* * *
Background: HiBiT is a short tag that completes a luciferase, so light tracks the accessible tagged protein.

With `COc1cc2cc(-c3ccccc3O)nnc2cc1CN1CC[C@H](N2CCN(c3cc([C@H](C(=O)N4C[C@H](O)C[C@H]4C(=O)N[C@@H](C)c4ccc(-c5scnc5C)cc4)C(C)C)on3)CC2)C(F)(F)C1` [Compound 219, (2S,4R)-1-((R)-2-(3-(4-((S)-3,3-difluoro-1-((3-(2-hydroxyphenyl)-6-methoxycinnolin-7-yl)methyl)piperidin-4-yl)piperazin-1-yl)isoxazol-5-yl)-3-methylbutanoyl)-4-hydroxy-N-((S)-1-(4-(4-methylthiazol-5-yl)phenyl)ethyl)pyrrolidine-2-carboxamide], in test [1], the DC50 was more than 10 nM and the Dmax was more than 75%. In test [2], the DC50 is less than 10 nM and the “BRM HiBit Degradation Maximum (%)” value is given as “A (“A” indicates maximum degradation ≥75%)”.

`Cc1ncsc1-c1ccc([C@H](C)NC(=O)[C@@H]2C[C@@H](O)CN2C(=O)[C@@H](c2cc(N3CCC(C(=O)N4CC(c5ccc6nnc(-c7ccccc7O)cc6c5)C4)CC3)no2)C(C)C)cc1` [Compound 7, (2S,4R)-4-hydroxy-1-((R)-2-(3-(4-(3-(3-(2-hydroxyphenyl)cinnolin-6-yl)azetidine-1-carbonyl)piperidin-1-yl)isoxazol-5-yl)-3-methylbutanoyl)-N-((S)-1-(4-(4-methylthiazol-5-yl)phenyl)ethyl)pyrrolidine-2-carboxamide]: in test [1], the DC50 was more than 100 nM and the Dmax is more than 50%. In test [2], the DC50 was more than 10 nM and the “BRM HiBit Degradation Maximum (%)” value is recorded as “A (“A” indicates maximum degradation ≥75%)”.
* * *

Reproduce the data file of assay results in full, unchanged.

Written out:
Background: HiBiT is a short tag that completes a luciferase, so light tracks the accessible tagged protein.

With `COc1cc2cc(-c3ccccc3O)nnc2cc1CN1CC[C@H](N2CCN(c3cc([C@H](C(=O)N4C[C@H](O)C[C@H]4C(=O)N[C@@H](C)c4ccc(-c5scnc5C)cc4)C(C)C)on3)CC2)C(F)(F)C1` [Compound 219, (2S,4R)-1-((R)-2-(3-(4-((S)-3,3-difluoro-1-((3-(2-hydroxyphenyl)-6-methoxycinnolin-7-yl)methyl)piperidin-4-yl)piperazin-1-yl)isoxazol-5-yl)-3-methylbutanoyl)-4-hydroxy-N-((S)-1-(4-(4-methylthiazol-5-yl)phenyl)ethyl)pyrrolidine-2-carboxamide], in test [1], the DC50 was more than 10 nM and the Dmax was more than 75%. In test [2], the DC50 is less than 10 nM and the “BRM HiBit Degradation Maximum (%)” value is given as “A (“A” indicates maximum degradation ≥75%)”.

`Cc1ncsc1-c1ccc([C@H](C)NC(=O)[C@@H]2C[C@@H](O)CN2C(=O)[C@@H](c2cc(N3CCC(C(=O)N4CC(c5ccc6nnc(-c7ccccc7O)cc6c5)C4)CC3)no2)C(C)C)cc1` [Compound 7, (2S,4R)-4-hydroxy-1-((R)-2-(3-(4-(3-(3-(2-hydroxyphenyl)cinnolin-6-yl)azetidine-1-carbonyl)piperidin-1-yl)isoxazol-5-yl)-3-methylbutanoyl)-N-((S)-1-(4-(4-methylthiazol-5-yl)phenyl)ethyl)pyrrolidine-2-carboxamide]: in test [1], the DC50 was more than 100 nM and the Dmax is more than 50%. In test [2], the DC50 was more than 10 nM and the “BRM HiBit Degradation Maximum (%)” value is recorded as “A (“A” indicates maximum degradation ≥75%)”.